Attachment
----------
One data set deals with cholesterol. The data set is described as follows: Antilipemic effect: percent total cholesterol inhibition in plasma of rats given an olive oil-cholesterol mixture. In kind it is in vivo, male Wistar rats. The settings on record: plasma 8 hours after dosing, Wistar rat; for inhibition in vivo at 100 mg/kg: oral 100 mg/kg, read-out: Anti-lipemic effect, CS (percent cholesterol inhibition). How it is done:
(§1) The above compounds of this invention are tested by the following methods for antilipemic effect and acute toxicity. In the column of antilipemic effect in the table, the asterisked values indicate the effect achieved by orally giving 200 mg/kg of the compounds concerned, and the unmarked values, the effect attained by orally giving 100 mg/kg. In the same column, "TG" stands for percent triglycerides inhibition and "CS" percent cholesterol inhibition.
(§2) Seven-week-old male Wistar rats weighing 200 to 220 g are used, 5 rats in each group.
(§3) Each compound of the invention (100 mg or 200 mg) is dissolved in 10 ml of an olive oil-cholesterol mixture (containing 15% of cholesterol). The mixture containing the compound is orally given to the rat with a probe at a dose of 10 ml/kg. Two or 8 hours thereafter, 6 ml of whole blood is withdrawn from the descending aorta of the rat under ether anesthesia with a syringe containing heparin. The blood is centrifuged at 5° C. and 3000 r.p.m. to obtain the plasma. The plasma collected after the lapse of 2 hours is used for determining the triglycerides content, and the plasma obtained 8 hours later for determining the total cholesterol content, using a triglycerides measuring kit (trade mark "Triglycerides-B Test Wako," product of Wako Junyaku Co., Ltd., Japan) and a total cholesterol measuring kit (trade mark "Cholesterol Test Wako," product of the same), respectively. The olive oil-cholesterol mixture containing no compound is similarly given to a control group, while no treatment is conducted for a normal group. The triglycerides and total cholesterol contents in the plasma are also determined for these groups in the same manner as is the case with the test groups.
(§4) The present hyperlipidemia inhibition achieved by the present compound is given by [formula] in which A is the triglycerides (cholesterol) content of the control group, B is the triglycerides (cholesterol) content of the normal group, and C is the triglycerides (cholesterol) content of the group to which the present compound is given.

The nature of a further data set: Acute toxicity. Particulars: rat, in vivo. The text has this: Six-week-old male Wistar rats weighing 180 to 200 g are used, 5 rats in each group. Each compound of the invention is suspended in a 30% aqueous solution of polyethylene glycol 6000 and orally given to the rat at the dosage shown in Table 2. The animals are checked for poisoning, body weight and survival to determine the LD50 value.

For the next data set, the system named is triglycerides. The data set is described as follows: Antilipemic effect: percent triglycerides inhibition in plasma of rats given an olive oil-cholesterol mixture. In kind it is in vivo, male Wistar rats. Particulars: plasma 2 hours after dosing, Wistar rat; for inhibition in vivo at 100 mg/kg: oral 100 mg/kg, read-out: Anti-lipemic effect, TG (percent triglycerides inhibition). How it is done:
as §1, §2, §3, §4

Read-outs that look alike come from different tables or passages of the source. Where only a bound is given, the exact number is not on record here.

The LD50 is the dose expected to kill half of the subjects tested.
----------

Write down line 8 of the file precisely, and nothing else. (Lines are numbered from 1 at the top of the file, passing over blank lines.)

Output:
as §1, §2, §3, §4